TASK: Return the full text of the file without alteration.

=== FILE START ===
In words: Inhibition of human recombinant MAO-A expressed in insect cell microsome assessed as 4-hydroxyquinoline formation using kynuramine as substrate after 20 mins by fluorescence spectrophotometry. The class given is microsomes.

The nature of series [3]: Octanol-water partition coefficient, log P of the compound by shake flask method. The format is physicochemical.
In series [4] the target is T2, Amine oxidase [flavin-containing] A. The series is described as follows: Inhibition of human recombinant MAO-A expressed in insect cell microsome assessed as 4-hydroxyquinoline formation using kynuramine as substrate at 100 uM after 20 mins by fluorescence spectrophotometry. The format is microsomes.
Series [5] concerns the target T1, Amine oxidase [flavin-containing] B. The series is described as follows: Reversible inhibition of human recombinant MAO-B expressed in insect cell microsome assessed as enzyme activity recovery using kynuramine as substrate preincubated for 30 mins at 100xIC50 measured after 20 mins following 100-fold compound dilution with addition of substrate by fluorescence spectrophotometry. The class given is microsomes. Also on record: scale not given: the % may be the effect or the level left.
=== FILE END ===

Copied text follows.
In words: Inhibition of human recombinant MAO-A expressed in insect cell microsome assessed as 4-hydroxyquinoline formation using kynuramine as substrate after 20 mins by fluorescence spectrophotometry. The class given is microsomes.

The nature of series [3]: Octanol-water partition coefficient, log P of the compound by shake flask method. The format is physicochemical.
In series [4] the target is T2, Amine oxidase [flavin-containing] A. The series is described as follows: Inhibition of human recombinant MAO-A expressed in insect cell microsome assessed as 4-hydroxyquinoline formation using kynuramine as substrate at 100 uM after 20 mins by fluorescence spectrophotometry. The format is microsomes.
Series [5] concerns the target T1, Amine oxidase [flavin-containing] B. The series is described as follows: Reversible inhibition of human recombinant MAO-B expressed in insect cell microsome assessed as enzyme activity recovery using kynuramine as substrate preincubated for 30 mins at 100xIC50 measured after 20 mins following 100-fold compound dilution with addition of substrate by fluorescence spectrophotometry. The class given is microsomes. Also on record: scale not given: the % may be the effect or the level left.